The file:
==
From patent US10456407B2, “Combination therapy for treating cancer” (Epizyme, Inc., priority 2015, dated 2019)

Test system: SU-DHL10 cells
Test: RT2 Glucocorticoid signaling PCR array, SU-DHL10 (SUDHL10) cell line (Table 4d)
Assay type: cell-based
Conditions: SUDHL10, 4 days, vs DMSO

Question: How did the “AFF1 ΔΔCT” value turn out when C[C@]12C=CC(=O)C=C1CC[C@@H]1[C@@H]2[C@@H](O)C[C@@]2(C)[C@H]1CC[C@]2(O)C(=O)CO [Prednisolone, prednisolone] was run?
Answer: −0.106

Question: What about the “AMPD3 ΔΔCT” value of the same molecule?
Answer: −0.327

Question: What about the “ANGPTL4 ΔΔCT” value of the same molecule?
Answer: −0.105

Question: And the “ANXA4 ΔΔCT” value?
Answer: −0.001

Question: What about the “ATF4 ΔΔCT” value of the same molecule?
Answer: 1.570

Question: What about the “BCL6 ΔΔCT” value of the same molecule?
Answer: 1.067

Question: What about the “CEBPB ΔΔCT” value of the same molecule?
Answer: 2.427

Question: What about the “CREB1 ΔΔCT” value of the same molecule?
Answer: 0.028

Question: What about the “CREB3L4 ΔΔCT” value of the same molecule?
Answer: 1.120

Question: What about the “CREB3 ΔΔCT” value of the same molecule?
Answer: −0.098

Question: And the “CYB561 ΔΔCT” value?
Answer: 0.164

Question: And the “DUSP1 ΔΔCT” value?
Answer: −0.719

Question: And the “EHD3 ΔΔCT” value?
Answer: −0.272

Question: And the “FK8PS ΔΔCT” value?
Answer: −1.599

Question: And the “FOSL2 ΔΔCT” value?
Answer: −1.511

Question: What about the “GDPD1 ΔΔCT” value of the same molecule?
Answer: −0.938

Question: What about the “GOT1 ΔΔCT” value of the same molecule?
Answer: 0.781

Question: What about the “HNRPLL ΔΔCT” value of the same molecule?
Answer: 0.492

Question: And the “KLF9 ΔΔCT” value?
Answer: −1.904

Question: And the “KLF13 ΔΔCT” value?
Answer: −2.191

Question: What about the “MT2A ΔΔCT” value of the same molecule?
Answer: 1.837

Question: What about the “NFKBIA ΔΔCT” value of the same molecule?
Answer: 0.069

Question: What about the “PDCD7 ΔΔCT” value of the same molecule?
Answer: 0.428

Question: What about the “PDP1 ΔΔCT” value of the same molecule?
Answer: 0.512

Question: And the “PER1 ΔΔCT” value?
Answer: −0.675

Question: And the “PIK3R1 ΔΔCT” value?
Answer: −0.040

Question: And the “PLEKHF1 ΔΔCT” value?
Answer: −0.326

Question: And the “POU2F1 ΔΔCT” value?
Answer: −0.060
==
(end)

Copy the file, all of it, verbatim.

From patent US10456407B2, “Combination therapy for treating cancer” (Epizyme, Inc., priority 2015, dated 2019)

Test system: SU-DHL10 cells
Test: RT2 Glucocorticoid signaling PCR array, SU-DHL10 (SUDHL10) cell line (Table 4d)
Assay type: cell-based
Conditions: SUDHL10, 4 days, vs DMSO

Question: How did the “AFF1 ΔΔCT” value turn out when C[C@]12C=CC(=O)C=C1CC[C@@H]1[C@@H]2[C@@H](O)C[C@@]2(C)[C@H]1CC[C@]2(O)C(=O)CO [Prednisolone, prednisolone] was run?
Answer: −0.106

Question: What about the “AMPD3 ΔΔCT” value of the same molecule?
Answer: −0.327

Question: What about the “ANGPTL4 ΔΔCT” value of the same molecule?
Answer: −0.105

Question: And the “ANXA4 ΔΔCT” value?
Answer: −0.001

Question: What about the “ATF4 ΔΔCT” value of the same molecule?
Answer: 1.570

Question: What about the “BCL6 ΔΔCT” value of the same molecule?
Answer: 1.067

Question: What about the “CEBPB ΔΔCT” value of the same molecule?
Answer: 2.427

Question: What about the “CREB1 ΔΔCT” value of the same molecule?
Answer: 0.028

Question: What about the “CREB3L4 ΔΔCT” value of the same molecule?
Answer: 1.120

Question: What about the “CREB3 ΔΔCT” value of the same molecule?
Answer: −0.098

Question: And the “CYB561 ΔΔCT” value?
Answer: 0.164

Question: And the “DUSP1 ΔΔCT” value?
Answer: −0.719

Question: And the “EHD3 ΔΔCT” value?
Answer: −0.272

Question: And the “FK8PS ΔΔCT” value?
Answer: −1.599

Question: And the “FOSL2 ΔΔCT” value?
Answer: −1.511

Question: What about the “GDPD1 ΔΔCT” value of the same molecule?
Answer: −0.938

Question: What about the “GOT1 ΔΔCT” value of the same molecule?
Answer: 0.781

Question: What about the “HNRPLL ΔΔCT” value of the same molecule?
Answer: 0.492

Question: And the “KLF9 ΔΔCT” value?
Answer: −1.904

Question: And the “KLF13 ΔΔCT” value?
Answer: −2.191

Question: What about the “MT2A ΔΔCT” value of the same molecule?
Answer: 1.837

Question: What about the “NFKBIA ΔΔCT” value of the same molecule?
Answer: 0.069

Question: What about the “PDCD7 ΔΔCT” value of the same molecule?
Answer: 0.428

Question: What about the “PDP1 ΔΔCT” value of the same molecule?
Answer: 0.512

Question: And the “PER1 ΔΔCT” value?
Answer: −0.675

Question: And the “PIK3R1 ΔΔCT” value?
Answer: −0.040

Question: And the “PLEKHF1 ΔΔCT” value?
Answer: −0.326

Question: And the “POU2F1 ΔΔCT” value?
Answer: −0.060